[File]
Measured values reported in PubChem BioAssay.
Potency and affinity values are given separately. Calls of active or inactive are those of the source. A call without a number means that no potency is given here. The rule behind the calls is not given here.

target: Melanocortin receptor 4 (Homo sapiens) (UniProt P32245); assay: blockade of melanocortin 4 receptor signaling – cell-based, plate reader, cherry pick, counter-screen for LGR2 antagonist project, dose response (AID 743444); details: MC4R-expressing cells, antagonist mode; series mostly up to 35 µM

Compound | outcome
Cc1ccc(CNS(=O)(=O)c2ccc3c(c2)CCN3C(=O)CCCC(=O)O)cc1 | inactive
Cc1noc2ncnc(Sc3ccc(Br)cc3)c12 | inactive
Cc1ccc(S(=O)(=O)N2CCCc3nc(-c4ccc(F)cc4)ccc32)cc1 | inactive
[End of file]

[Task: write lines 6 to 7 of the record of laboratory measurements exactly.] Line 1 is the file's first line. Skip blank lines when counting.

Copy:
Cc1noc2ncnc(Sc3ccc(Br)cc3)c12 | inactive
Cc1ccc(S(=O)(=O)N2CCCc3nc(-c4ccc(F)cc4)ccc32)cc1 | inactive